There are no control mechanisms in place to confirm whether third parties offer quality services in both OL.


(d) Policy on service to the public and bilingual services quality monitoring (5%)

INAC applies CPSA’s Policy on the Use of Official Languages for Communications with and Services to the Public. Employees can click on a link provided on the Department’s intranet site to consult this policy.
There is no Department-specific policy or guidelines.

During the year, the OL unit published a chapter detailing the OL obligations of the Department and of managers, which was included in the HR Planning Guide that was distributed to all regions and all sectors.

Managers were informed of their OL obligations through the distribution of the HR Planning Guide, which contains a section on service to the public and a self-evaluation section.

The HR Director General sent a message to the various regional representatives announcing that OCOL would be evaluating them as part of the performance report initiative. The message reminded representatives of their obligations with regard to service to the public, and listed the offices with these obligations. The text also contained links to different CPSA policies and guidelines. Later on in the year, the OL unit issued further reminders on the service to the public obligations of employees who provide these services, and distributed CPSA pamphlets on service to the public.

The OL unit followed up to ensure that telephone service is being offered in both OL. For example, following the publication of the Performance Report, the OL unit contacted the offices where shortcomings were identified.




Language of work—Part V (25%)

(a) Language of work policy and adequate bilingual supervision (12.5%)

INAC applies CPSA’s Policy on Language of Work. Employees can click on a link provided on the Department’s intranet site to consult this policy.

The departmental library sends messages to all Department employees to remind them that they have access to a number of online dictionaries, translation tools and language training tools. The tools and resources are available on the Department’s intranet site.

During the year, the OL unit published a chapter detailing the OL obligations of the Department and of managers, which was included in the HR Planning Guide that was distributed to all regions and all sectors. 

The person responsible for OL in the Quebec Region produced information kits on the Department to promote employment opportunities in Quebec, for distribution at job fairs.  With a view to attracting more English-speaking applicants and promoting the use of the second official language in the workplace in this region, the kits were distributed at Concordia University and McGill University.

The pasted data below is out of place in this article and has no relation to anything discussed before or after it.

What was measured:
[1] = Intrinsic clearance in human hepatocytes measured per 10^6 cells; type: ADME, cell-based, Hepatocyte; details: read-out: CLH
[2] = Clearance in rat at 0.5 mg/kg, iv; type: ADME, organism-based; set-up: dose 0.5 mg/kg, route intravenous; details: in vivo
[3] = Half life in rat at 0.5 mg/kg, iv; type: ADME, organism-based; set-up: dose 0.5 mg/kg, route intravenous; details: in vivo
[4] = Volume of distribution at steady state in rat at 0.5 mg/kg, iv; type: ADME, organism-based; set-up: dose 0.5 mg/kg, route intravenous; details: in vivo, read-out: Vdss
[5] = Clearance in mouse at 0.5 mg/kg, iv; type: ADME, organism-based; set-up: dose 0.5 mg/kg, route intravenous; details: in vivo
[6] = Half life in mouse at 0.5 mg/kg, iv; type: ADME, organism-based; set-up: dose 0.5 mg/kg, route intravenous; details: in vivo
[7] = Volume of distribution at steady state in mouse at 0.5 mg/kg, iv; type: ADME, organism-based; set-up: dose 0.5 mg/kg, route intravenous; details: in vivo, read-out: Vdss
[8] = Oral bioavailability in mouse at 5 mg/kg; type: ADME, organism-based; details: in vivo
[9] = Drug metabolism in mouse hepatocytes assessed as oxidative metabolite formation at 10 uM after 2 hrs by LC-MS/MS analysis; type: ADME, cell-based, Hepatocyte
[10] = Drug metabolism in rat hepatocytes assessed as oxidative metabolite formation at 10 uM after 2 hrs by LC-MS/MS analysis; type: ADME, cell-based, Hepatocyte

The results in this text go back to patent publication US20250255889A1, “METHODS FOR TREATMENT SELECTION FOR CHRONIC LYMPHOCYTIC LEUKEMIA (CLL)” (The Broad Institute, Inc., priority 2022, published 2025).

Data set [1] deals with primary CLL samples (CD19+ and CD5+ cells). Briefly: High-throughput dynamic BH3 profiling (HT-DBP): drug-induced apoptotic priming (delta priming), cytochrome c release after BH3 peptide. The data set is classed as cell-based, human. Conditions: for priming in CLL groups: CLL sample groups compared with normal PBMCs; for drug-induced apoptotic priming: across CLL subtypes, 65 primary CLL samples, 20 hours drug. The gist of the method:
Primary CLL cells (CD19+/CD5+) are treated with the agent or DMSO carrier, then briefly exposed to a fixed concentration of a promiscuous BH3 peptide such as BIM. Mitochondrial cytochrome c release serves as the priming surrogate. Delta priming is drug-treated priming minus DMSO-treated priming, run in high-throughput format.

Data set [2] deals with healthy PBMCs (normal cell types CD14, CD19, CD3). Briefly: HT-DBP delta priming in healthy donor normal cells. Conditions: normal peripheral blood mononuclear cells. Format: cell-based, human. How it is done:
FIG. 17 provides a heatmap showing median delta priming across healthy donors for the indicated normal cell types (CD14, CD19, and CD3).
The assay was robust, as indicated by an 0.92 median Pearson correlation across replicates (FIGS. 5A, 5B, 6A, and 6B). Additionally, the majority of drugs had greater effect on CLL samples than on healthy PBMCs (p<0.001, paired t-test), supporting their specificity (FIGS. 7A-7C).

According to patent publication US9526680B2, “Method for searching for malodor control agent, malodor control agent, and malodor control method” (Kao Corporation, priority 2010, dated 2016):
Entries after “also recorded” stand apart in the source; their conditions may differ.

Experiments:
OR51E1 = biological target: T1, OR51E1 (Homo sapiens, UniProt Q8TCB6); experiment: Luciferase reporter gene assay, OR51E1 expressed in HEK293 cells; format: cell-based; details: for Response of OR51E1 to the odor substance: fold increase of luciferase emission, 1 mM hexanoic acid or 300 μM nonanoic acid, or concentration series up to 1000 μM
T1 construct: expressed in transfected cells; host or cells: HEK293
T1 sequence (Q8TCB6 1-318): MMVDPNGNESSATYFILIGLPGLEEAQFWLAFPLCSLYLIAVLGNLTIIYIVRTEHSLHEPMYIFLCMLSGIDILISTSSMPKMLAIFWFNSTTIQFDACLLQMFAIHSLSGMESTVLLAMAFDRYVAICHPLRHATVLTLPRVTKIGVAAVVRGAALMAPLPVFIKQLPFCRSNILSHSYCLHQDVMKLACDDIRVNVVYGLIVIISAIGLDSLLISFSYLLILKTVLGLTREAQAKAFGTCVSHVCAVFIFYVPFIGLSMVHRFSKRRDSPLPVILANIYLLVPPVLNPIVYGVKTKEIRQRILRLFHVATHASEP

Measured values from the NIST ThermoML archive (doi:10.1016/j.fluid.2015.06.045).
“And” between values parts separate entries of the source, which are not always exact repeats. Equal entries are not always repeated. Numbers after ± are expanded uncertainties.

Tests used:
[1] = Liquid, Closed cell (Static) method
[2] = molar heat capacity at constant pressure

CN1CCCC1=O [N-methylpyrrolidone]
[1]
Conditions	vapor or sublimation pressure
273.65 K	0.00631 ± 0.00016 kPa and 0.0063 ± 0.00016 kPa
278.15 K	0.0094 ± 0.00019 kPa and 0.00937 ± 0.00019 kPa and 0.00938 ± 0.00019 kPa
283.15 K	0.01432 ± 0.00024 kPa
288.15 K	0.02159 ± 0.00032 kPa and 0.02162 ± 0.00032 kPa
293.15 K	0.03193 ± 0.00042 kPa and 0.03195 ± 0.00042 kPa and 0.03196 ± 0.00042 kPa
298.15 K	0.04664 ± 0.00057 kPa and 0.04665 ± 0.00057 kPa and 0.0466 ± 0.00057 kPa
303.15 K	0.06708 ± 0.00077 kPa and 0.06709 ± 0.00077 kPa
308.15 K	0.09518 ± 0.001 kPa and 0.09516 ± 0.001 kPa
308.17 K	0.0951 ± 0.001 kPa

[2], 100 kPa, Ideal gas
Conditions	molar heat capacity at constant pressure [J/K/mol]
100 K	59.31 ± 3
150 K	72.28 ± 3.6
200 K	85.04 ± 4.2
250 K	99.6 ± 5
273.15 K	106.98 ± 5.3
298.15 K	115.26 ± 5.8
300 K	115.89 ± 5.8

The OL Coordinator gave a presentation to all Quebec Region directors on the linguistic identification of positions to ensure that service to the public is in fact taken into account in the duties of the position, and that language levels accurately reflect the tasks to be performed. Individual meetings were also held with all directors to review the linguistic identification of positions.

The regions all organize a lunch-and-learn to encourage the use of both OL in the workplace, retention of language skills and skills development.

The OL Champion also sends out a congratulatory letter to employees who successfully complete their language training, in which he states that it is the employee’s responsibility to maintain his or her newly acquired second official language skills. A guide entitled Tips for Maintaining your New Language Skills and pins are included in this letter.

In total, 96% of senior management in bilingual positions are bilingual, while 94% of supervisors in a bilingual region meet the requirements of their respective position. (Source: PCIS, March 31, 2007).


(b) Use of each official language in the workplace (12.5%)

As part of Bilingualism Day, sponsored by the Champion since 2003 and held during National Public Service Week, the OL Champion invited all managers in regions designated as bilingual for language of work to come up with some creative and innovative ideas for using the official language of the minority at work. Directors and managers took up the challenge.

Management Committee meetings take place in both OL.

In the last year, the OL Coordinator offered an OL training session to assistants at national headquarters to establish expectations and requirements for internal and external bilingual communications, and to remind them of the OL rights and obligations of employees and managers.

The OL Coordinator met with the IT team to discuss how to ensure that all types of documents that appear on the Department’s intranet site are to be made available in both OL.

The institution uses the results of the Public Service Employee Survey as a control mechanism for the application of the Language of Work Policy.

The survey conducted by Statistics Canada on behalf of OCOL showed that 69% of all Francophone respondents in the National Capital Region (NCR), New Brunswick and bilingual regions of Ontario "strongly agreed" or "mostly agreed" with the language of work regime. Due to the small number of Anglophone respondents in the bilingual regions of Quebec, OCOL was unable to use the results of the survey for this population.